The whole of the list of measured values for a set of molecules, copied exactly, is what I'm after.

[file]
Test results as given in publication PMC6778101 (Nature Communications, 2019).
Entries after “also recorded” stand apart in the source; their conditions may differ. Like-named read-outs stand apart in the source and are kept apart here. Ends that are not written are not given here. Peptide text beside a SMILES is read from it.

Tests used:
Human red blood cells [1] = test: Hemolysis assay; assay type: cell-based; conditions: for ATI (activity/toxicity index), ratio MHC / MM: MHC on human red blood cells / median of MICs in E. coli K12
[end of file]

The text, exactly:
Test results as given in publication PMC6778101 (Nature Communications, 2019).
Entries after “also recorded” stand apart in the source; their conditions may differ. Like-named read-outs stand apart in the source and are kept apart here. Ends that are not written are not given here. Peptide text beside a SMILES is read from it.

Tests used:
Human red blood cells [1] = test: Hemolysis assay; assay type: cell-based; conditions: for ATI (activity/toxicity index), ratio MHC / MM: MHC on human red blood cells / median of MICs in E. coli K12